where is the temperature to mitigate overfitting [16], and is a common option. In particular, “softens” the softmax (raises the output entropy) with . As , , which leads to maximum uncertainty. As , the probability collapses to a point mass (i.e., ). Since does not change the maximum of the softmax function, the class prediction remains unchanged if is applied after convergence. Plugging the probability in Eq. (4) into cross-entropy loss over the training sample yields

(5)

where if and 0 otherwise.

Consequently, we can guarantee the classification accuracy of all the samples effectively by learning discriminative prototypes.

Prototype encoding cost (PEC)

Furthermore, to make prototype learning generalize more smoothly on new tasks, we should improve the representativeness of learned prototypes in visual space. For this end, we additionally minimizing the prototype encoding cost as follows

(6)

where is the prototype of the -th class, corresponding to the label of sample .

3.3 CPL: recognition

During the test phase, we have such a zero-shot task with the unseen class set . To recognize the label of any one sample in , we first need to obtain visual prototypes of all the classes covered in via the function learned during the training phase. And then, we compare the sample with all prototypes and classify it to the nearest prototype. As a result, the label of sample , denoted , is predicted as follows

(7)

where .

4 Experimental results and analysis

In this section, we first detail our experimental protocol, and then present the experimental results by comparing our CPL with the state of the art methods for zero-shot recognition on four benchmark datasets under various settings.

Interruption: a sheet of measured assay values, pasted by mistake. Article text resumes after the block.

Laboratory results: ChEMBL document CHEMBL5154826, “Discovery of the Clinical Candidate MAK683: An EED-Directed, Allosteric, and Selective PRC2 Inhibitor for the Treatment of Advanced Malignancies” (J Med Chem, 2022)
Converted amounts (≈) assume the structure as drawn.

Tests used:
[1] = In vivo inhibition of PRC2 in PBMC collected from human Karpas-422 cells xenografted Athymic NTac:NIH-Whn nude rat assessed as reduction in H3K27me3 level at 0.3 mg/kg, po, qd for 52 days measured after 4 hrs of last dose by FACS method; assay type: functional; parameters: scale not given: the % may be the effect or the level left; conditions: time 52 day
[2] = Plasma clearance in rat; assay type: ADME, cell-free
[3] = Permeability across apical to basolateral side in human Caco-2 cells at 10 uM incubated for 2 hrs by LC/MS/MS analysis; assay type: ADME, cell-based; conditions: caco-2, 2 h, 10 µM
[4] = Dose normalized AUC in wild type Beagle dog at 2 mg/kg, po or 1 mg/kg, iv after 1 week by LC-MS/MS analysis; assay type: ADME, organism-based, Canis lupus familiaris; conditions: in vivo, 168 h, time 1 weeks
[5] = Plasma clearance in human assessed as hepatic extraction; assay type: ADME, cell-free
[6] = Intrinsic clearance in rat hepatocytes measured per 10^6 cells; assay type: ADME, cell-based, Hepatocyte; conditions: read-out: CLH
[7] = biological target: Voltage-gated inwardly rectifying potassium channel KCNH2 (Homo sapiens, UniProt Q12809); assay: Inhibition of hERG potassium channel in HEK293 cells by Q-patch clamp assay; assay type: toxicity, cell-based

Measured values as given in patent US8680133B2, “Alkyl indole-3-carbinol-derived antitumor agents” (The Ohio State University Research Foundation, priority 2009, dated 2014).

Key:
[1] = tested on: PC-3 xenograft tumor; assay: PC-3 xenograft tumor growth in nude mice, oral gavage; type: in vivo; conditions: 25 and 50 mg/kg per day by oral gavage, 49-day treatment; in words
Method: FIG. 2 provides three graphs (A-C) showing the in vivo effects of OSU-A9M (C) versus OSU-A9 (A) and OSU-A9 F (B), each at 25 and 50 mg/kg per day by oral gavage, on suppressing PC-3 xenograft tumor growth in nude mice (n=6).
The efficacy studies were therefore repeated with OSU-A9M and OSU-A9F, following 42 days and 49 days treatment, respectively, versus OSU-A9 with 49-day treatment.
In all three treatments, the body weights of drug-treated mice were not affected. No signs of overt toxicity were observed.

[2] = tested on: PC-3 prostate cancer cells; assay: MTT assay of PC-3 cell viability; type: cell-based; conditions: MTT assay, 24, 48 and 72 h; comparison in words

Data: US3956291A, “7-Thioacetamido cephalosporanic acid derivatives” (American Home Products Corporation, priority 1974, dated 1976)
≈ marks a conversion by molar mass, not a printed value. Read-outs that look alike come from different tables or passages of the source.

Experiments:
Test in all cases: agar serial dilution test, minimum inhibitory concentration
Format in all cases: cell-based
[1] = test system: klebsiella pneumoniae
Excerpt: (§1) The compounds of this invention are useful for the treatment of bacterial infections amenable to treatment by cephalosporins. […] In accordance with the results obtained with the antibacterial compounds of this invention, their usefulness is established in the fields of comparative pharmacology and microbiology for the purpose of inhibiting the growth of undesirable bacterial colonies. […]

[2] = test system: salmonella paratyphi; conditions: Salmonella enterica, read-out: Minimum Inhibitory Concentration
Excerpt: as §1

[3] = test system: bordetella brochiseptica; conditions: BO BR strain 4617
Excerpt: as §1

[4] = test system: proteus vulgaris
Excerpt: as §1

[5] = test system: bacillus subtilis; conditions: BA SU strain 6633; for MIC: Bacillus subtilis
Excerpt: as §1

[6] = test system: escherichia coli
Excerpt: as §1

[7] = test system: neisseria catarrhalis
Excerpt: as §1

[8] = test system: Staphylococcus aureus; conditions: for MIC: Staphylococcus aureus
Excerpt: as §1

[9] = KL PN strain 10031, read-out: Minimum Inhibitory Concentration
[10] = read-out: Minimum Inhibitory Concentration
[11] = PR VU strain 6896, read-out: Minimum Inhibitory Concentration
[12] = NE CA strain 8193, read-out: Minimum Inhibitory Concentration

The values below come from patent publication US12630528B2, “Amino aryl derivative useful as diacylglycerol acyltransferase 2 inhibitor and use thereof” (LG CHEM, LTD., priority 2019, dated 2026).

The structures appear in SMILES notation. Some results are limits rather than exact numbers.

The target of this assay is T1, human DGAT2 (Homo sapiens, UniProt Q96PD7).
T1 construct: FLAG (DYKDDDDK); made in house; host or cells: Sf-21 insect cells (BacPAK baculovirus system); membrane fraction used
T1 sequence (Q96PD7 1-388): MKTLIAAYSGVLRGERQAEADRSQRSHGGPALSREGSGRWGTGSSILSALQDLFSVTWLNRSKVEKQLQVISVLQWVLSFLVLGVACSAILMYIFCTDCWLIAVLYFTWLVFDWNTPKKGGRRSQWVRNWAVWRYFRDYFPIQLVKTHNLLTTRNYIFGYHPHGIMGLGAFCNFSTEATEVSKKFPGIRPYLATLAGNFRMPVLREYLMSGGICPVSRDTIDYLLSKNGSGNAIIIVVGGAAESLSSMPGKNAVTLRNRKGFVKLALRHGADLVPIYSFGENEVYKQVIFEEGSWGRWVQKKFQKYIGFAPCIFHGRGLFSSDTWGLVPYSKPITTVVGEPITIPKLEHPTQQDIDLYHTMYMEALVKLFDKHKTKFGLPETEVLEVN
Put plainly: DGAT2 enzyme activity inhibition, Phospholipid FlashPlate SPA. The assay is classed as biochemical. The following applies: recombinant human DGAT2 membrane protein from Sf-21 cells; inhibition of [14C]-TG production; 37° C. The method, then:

Number of Classes Number of Images
Dataset # attributes Total # training # validation # test Total # training # test
SUN 102 717 580 65 72 14340 10320 2580+1440
AWA2 85 50 27 13 10 37322 23527 5882+7913
CUB 312 200 100 50 50 11788 7057 1764+2967
aPY 64 32 15 5 12 15339 5932 1483+7924
Table 1: Statistics for four datasets. Note that test images include the images in both seen and unseen class domains.

4.1 Evaluation setup and metrics

Datasets. Among the most widely used datasets for ZSL, we select four attribute datasets. Two of them are coarse-grained, one small (aPascal & Yahoo (aPY) [8]) and one medium-scale (Animals with Attributes (AWA2) [40]). Another two datasets (SUN Attribute (SUN) [31] and CUB-200-2011 Birds (CUB) [37]) are both fine-grained and medium-scale. Details of all dataset statistics are in Table 1.

Protocols. We adopt the novel rigorous protocol1 proposed in [40], insuring that none of the unseen classes appear in ILSVRC 2012 1K, since ILSVRC 2012 1K is used to pre-train the Resnet model. Otherwise the zero-shot rule would be violated. In particular, this protocol involves two settings: Standard ZSL and Generalized ZSL. The latter emerges recently under which the test set contains data samples from both seen and unseen classes. This setting is thus clearly more reflective of real-world application scenarios. By contrast, the test set in standard ZSL only contains data samples from the unseen classes.

Evaluation metrics. During test phase, we are interested in having high performance on both densely and sparsely populated classes. Thus, we use the unified evaluation protocol proposed in [40], where the average accuracy is computed independently for each class. Specifically, under the standard ZSL setting, we measure average per-class top-1 accuracy by

While under the generalized ZSL setting, we compute the harmonic mean () of and to favor high accuracy on both seen and unseen classes:

where and are the accuracy of recognizing the test samples from the seen and unseen classes respectively, and